ENDING the zombie business crisis plaguing the economy would be a cheap and easy way to boost growth, the UK’s top turnaround group argued last night, urging George Osborne to push banks to take the plunge on bad debts and write off the thousands of firms that have no hope of recovery.
Around 50,000 firms are thought to have no hope of repaying their loans, and are seen as a drag on growth, tying up bank and labour resources unproductively. But they are hard to distinguish from 100,000 others with good growth potential but that are struggling in the weak economy.
The Institute for Turnaround (IfT) says big banks are best placed to judge which firms have a future and should embark on an intensive review of at-risk companies, pulling loans from those that cannot recover and offering extra support to those who can.
VIDEO: OSBORNE MUST TACKLE ZOMBIE FIRMS
IfT boss Christine Elliott has been in talks with Treasury and business department officials over setting up a new zombie business taskforce to drive through the plan, starting with state-backed banks RBS and Lloyds.
She says that though it would take up few Treasury resources it could solve much of the problem in a year.
“The taskforce could begin by adjudicating in situations where struggling firms have been in business support with their banks for over two years – that amounts to hundreds of firms in the state-backed banks alone,” she told City A.M. “Those without a future could be humanely run down; those that are viable in the long term could be supported and turned around.”
“This is about supporting firms so they can attract investment, increase pay, create sustainable jobs – currently we are wasting potential, and it is holding back the UK’s productivity.”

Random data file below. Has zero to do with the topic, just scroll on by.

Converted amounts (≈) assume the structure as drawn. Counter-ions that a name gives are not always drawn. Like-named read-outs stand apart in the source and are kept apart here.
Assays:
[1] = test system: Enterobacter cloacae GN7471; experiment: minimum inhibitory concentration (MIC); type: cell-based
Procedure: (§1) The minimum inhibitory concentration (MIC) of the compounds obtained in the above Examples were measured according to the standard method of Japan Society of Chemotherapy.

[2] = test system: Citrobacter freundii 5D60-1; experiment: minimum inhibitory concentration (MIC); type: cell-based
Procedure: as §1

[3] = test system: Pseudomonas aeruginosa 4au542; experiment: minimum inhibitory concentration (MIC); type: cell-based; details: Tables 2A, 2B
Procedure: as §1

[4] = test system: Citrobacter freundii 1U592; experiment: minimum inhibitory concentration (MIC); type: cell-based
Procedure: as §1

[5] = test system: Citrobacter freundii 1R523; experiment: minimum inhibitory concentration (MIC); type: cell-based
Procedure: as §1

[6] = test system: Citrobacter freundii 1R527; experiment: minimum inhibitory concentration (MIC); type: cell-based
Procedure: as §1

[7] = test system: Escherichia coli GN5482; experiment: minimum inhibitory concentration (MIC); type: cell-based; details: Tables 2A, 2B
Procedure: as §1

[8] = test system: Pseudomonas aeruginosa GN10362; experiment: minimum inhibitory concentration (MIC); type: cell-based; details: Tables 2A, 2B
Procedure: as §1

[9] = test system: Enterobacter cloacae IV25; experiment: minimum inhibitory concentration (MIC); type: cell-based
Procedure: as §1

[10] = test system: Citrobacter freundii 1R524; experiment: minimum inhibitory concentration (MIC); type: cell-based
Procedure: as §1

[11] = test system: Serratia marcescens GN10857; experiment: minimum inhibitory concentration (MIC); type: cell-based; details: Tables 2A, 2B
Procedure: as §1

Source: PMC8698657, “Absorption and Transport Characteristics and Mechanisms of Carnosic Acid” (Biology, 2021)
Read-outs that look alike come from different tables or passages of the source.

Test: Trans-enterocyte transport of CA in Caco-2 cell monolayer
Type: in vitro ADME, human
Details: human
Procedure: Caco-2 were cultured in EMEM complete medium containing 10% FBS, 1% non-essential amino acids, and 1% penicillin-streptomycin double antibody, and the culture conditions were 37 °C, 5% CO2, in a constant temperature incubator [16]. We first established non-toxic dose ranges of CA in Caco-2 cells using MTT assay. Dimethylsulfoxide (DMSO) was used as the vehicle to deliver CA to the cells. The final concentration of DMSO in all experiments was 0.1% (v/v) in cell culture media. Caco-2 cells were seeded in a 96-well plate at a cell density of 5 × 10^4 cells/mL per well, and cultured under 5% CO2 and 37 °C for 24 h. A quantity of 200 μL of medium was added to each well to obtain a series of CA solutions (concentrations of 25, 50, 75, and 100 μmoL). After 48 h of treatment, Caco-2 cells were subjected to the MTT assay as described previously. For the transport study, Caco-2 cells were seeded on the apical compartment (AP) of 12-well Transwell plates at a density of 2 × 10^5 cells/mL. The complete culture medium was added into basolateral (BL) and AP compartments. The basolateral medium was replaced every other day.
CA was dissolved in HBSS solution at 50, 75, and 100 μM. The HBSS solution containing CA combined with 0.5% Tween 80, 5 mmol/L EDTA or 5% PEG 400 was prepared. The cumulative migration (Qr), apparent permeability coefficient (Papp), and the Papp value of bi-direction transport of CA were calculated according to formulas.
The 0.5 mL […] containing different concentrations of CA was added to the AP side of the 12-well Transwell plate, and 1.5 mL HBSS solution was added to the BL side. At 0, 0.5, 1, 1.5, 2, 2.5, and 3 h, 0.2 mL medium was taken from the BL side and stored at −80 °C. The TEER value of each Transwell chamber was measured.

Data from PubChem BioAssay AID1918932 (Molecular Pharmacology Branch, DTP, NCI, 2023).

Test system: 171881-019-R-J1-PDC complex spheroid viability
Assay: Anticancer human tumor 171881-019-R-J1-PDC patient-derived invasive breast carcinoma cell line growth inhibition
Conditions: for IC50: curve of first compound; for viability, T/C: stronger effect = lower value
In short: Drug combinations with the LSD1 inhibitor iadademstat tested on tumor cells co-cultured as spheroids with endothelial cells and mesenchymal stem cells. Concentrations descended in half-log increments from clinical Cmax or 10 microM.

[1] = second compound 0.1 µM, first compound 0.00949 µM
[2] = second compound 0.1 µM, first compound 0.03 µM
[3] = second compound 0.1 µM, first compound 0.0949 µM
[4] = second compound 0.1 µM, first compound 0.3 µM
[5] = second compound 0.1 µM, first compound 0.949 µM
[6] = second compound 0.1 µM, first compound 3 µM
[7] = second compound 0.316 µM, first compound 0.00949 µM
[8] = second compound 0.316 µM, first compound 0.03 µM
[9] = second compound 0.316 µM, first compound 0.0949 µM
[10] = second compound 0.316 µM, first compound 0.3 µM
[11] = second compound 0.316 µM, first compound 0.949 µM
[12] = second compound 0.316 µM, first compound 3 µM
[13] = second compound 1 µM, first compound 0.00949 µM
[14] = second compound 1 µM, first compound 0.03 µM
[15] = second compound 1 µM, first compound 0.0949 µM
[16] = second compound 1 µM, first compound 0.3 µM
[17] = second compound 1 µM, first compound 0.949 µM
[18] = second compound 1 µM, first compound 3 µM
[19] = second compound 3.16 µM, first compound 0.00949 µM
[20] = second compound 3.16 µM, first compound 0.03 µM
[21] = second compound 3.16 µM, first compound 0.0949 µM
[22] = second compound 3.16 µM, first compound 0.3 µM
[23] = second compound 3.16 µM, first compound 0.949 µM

Current policies focus on increasing available credit and cutting interest rates. But the IfT believes this support cannot get through to SMEs when banks’ resources are tied up with tens of thousands of firms with no future.
As the government is short of cash, the zombie firm task force could appeal to the chancellor in the Budget.
Vince Cable yesterday told the British Chambers of Commerce he recognised the need for sensitivity: “The worst thing that could happen is if a large number of quite good companies that got into financial difficulties were hacked apart by insolvency practitioners rather than being taken over.”
RBS rejected the idea it should review struggling businesses rapidly.
“If someone’s running a firm and they’re paying their bills, paying their interest charges, and employing people then we can’t just run in and say we don’t think you’re very good,” said corporate banking boss Chris Sullivan.